What the Eden project say:
What's it about?
Eden is all about man's relationship with and dependence upon plants. Much of our food, our clothes, our shelter and our medicines come from the plant world. Without plants there would be no oxygen for us to breathe, no life on earth.
The Eden Project is a showcase for all the questions and many of the answers. But Eden is not a worthy, over-serious, guilt-ridden place; nor does it preach. It is about education and communication of the major environmental issues of the day, always presented in an engaging, involving, even humorous way.
When you can attract half a million people to look down a muddy hole at a construction site, then you must be building something spectacular. A British grand project paid for by lottery cash, the Eden Project bills itself as the Eighth Wonder of the World.
Its giant biomes are the world's largest greenhouses, sat in an old clay mining pit. The humid biome houses an entire jungle while the temperate biome treats visitors to Mediterranean olive groves. Still to come is an arid biome which will bring the desert to Cornwall. Surrounding the domes is a 30-acre garden called (a bit pretentiously) the 'roofless' biome.
You'll learn some fascinating things about nature, see some prime examples of exotic plants, come across some surprising artwork and be able to feast on the locally grown bounty at the field kitchen. It's all earnestly eco-friendly and they don't shy away from the realities of coffee growing, the economics of the sugar trade or the effect of subsidies on farming.
Undeniably, this is a world class attraction, right up there with the Smithsonian and the pyramids. The setting is spectacular, the art and architecture is cutting edge and the facilities are first rate.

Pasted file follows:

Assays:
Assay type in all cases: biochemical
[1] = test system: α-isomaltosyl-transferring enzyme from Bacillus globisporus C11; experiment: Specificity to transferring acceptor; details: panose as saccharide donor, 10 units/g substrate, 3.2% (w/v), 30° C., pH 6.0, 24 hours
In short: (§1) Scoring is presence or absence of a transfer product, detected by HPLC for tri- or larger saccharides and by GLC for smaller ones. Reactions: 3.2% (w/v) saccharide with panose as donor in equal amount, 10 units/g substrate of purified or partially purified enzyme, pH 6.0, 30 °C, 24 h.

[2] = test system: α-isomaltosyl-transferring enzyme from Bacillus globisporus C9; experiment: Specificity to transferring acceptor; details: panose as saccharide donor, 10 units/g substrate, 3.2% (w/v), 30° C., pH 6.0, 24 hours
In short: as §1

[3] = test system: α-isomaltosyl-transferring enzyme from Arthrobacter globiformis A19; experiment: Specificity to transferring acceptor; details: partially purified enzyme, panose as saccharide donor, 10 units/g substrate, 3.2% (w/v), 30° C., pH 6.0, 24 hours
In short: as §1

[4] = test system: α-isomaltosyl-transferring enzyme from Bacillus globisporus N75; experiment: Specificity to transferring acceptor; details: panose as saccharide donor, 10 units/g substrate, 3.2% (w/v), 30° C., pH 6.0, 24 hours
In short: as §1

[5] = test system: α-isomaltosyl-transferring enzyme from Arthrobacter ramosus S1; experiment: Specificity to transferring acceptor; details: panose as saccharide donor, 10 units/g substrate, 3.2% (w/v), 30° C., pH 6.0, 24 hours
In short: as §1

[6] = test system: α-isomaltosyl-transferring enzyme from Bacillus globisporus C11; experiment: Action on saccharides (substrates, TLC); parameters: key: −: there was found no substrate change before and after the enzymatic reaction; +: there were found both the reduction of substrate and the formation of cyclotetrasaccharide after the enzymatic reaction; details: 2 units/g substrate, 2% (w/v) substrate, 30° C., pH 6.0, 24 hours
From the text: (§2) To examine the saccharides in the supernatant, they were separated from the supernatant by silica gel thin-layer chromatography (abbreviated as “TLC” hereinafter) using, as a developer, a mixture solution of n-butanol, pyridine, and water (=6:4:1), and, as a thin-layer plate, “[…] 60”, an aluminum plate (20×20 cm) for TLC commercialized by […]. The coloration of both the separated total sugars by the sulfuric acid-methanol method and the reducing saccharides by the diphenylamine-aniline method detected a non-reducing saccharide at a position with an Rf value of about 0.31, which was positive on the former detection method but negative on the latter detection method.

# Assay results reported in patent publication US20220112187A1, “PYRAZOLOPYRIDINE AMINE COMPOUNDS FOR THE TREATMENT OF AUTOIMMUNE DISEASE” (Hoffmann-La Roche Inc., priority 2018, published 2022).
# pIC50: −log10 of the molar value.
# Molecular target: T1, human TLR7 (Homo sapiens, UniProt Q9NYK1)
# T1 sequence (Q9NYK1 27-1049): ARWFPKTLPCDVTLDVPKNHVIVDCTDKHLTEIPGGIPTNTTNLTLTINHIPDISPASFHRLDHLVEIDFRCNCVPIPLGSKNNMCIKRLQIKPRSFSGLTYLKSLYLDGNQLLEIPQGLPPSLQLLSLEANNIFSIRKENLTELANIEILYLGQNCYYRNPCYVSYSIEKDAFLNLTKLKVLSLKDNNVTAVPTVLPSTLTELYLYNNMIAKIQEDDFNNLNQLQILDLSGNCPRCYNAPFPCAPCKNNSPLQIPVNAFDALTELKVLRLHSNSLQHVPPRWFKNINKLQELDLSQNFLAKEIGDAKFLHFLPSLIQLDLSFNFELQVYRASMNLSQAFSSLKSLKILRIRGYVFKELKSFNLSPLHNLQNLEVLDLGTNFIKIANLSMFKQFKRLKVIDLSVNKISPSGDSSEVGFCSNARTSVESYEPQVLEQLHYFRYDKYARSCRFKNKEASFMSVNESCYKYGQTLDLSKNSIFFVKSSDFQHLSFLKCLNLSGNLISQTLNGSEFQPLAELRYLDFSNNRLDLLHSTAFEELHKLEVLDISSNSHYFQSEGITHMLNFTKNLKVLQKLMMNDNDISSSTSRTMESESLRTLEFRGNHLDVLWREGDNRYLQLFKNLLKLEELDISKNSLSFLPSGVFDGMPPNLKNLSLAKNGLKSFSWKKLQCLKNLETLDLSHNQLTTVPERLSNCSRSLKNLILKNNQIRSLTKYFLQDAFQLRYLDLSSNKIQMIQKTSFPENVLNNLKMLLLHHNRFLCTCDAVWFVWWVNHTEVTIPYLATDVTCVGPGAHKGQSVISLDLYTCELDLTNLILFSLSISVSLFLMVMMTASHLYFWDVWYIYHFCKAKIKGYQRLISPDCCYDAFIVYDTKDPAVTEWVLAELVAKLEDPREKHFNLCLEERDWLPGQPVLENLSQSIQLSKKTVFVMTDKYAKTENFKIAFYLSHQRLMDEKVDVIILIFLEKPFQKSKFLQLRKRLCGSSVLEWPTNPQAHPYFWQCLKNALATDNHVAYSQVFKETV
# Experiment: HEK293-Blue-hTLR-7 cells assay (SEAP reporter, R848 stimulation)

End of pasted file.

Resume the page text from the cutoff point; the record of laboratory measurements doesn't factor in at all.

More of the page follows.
So of course you can expect crowds. For some reason, Tuesday and Wednesday are the busiest days. A rainy day in summer is a nightmare as the beaches empty of holidaymakers keen to stay dry. On days like this it's common for the site to be closed to newcomers once the place is full.
The humid greenhouse can be oppressively hot on a sunny day, plus it's the larger biome to explore with steep paths. It's common for people to collapse from the heat and you'll need your sunscreen!
There are many informative signs and a huge variety of plants, but I noticed on our visit how crowds were drawn to the sight of a songbird or a butterfly. Then I realised what's missing. For all this abundance of life, plants are static creatures. Artwork and displays do their best to boost your interest, but frankly (whisper it) after a few hours of plodding along the trails it all gets a bit dull.
In September 2004 adult entry was £12. Come by bike and get a £3 discount. Open daily except Xmas Eve & Xmas Day. Hours are 10-4.30 from November to March, 10-6 April to October (till 8 in August). Last admission 1.5 hours before closing. Allow 4 hours for your visit.
The Eden Project
The Eden Project is a marvelous addition to the Cornish countryside. Built in an old clay pit the main feature of the project are the huge domes which house hundreds of varieties of plants in two diferent climates, temperate and tropical.
Outside there are many more varieties set in acres of land.
- Jungle and Rain Forest
- Family Travel
The Temperate Biome
Cornishman Johathan Ball was the first architect of the Project, and became a co-founder with Tim Smit (although these two gentlemen were to fall out in a big way later !). Sir Nicholas Grimshaw, who designed the famous Biomes, was the second architect. sir Nicholas was guaranteed no payment for his efforts, but had the satisfaction in knowing he was designing the 'Eighth Wonder of the World'.
The Temperate Biome at 35 meters in height, is smaller than the Tropical Biome, and naturally does not contain nearly so many exhibits. It consists mainly of plants from the Mediterranean, South Africa and California. I would suggest that the visitor visits this Biome first of all, and then the Tropical Biome will be a wonderful surprise!